Business in Brief: March 13

Israeli firms face major losses in Japan; Israeli firms face major losses in Japan; Layoffs at ‘Ma’ariv’ to begin this month

By GLOBES CORRESPONDENTS
March 13, 2011 23:22
3 minute read.
Houses are swept by a tsunami in northeast Japan.

tsunami hits Japan_311 reuters. (photo credit: KYODO Kyodo / Reuters)

Israeli firms face major losses in Japan

• By KOBY YESHAYAHOU

Clal Insurance Enterprises Holdings Ltd. on Sunday notified the Tel Aviv Stock Exchange that its wholly owned UK subsidiary Broadgate Underwriting Ltd., syndicated with Lloyds of London, faces NIS 28 million in losses from Friday’s earthquake and tsunami in Japan. The preliminary estimate is based on the underwriting year 2010 and does not include the cost of reinsurance purchases by Broadgate, whose residual is estimated at NIS 11m.-NIS 17m.

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The expected Japan losses come on top of the company’s exposure to the earthquake in New Zealand on February 22, estimated at NIS 18m. for the underwriting year 2010 and NIS 14m. for the underwriting year 2011 (including the cost of reinsurance purchases). The estimate is based on the earlier earthquake in New Zealand in September 2010 and on market estimates from the February quake.

Ham-Let (Israel-Canada) Ltd., a manufacturer of valves and fittings, notified the TASE that Japan accounted for 15 percent of company sales in 2010. The company’s offices in Japan were not damaged in the earthquake, and all employees are safe, it said. However, the subsidiary’s warehouse stores inventory booked at NIS 1.4m., and it is difficult to estimate damage caused or whether it will be covered by insurance.

Both Clal Insurance and Hamlet are units of Nochi Dankner-controlled IDB Holding Corp. Ltd.

Israeli firms face major losses in Japan

Globes correspondent

Export-credit-risk insurance company Israel Credit Insurance Co. Ltd. (ICIC) estimates that Israeli exporters are exposed to $220 million in money owed to them by Japanese companies. According to ICIC, 50 percent of the exposure to the Japan earthquake and tsunami is covered by foreign risk-credit insurance, which includes coverage for major damage caused by an earthquake or tsunami. The other 50% is not covered and leaves Israeli companies vulnerable to nonpayment by their Japanese customers. The main areas of Israeli exports at risk include medical devices, hi-tech products, chemicals and metal products.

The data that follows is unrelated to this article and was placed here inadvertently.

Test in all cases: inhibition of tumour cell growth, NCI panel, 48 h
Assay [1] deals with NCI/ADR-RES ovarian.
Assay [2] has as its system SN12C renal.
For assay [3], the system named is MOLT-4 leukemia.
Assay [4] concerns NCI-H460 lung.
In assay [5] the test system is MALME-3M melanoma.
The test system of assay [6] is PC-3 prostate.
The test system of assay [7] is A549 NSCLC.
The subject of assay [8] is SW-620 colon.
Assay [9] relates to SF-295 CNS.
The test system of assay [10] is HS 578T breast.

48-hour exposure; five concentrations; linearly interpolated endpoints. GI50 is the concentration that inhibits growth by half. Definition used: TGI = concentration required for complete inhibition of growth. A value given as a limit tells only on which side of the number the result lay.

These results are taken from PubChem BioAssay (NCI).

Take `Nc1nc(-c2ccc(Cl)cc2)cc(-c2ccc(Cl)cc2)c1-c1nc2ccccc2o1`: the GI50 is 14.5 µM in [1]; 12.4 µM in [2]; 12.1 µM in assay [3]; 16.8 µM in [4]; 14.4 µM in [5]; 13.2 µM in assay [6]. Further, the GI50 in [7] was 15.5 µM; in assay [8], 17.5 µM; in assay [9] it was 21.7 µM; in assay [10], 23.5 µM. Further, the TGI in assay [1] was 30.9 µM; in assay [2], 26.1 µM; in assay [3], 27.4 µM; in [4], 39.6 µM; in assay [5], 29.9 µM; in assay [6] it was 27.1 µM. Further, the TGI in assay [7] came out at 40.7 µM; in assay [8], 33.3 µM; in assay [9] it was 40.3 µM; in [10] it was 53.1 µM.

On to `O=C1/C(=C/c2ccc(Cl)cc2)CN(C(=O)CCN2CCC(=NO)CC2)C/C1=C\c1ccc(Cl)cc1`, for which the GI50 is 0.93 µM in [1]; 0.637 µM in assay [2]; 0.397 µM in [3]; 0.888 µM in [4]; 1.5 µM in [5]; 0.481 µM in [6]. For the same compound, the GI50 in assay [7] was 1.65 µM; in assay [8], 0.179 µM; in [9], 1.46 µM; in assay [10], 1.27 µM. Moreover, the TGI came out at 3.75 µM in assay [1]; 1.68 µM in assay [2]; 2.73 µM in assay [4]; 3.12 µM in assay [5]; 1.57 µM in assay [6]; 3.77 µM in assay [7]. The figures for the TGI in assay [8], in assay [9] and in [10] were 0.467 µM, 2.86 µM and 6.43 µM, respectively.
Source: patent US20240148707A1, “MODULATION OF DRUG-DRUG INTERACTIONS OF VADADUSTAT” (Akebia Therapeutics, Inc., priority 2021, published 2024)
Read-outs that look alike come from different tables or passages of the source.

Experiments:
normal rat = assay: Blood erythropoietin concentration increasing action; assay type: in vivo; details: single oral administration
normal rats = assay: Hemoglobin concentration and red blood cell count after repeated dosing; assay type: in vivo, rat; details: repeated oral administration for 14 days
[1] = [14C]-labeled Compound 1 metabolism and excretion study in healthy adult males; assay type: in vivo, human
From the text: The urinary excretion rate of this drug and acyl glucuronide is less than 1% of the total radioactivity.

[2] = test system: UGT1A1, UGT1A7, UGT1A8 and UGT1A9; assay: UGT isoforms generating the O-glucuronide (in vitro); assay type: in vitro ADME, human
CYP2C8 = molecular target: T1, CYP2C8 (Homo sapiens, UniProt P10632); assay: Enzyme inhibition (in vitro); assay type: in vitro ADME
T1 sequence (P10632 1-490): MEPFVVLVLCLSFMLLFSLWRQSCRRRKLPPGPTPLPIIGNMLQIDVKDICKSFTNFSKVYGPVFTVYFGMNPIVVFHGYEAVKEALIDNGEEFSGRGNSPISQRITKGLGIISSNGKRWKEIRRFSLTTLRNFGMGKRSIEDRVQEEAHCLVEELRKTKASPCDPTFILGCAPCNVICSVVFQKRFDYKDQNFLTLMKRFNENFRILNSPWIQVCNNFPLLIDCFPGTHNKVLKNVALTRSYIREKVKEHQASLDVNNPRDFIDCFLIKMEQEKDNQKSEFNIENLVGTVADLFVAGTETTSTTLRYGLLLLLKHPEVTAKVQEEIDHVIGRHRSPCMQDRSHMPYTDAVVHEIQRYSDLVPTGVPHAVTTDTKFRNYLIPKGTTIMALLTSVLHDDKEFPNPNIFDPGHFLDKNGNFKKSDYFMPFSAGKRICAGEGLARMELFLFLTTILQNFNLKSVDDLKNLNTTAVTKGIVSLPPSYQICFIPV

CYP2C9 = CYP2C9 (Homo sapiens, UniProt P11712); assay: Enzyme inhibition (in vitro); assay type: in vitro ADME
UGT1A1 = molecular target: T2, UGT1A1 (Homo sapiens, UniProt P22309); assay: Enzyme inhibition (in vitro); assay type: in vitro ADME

ICIC has opened a hot line for Israeli exporters to Japan. ICIC is owned by Harel Insurance Investments and Financial Services Ltd., Bituach Haklai Ltd. and Euler Hermes.

Layoffs at ‘Ma’ariv’ to begin this month

• By LI-OR AVERBACH

Massive cuts at Hebrew daily Ma’ariv, including the firing of dozens of employees, will begin this month, people familiar with the matter told Globes Sunday. It is not yet clear which sections of the paper will see the cutbacks and job losses, the sources said. They likely will include some journalists, but mainly administrators, they said. The layoffs are part of the sharp cuts over the coming months that Ma’ariv Holdings Ltd. chairman Zaki Rakib is expected to announce in April.

Ma’ariv Holdings’s board of directors has given Rakib full support to make the cuts, which include the firings, pay cuts and lowering printing costs, probably by reducing the size of the paper, the sources said. Ma’ariv will reduce both its weekday and weekend editions, including its TV guide and its woman’s magazine, they said.

Ma’ariv declined to comment on the report.

Ma’ariv has begun talks to sell its printing house to Sheldon Adelson’s free newspaper Israel Today. Haaretz Group’s printing house currently prints Israel Today, and the loss of the printing contract and distribution to rival Ma’ariv would be a serious financial blow, costing Haaretz and its owner, the Schocken Group, tens of millions of shekels a year.

Proceeds from the sale of the printing house could ease Ma’ariv Holdings’s dire financial condition. Bank Hapoalim has called in the company’s NIS 106 million debt within a week. Ma’ariv confirmed the negotiations, but Israel Today declined to comment.


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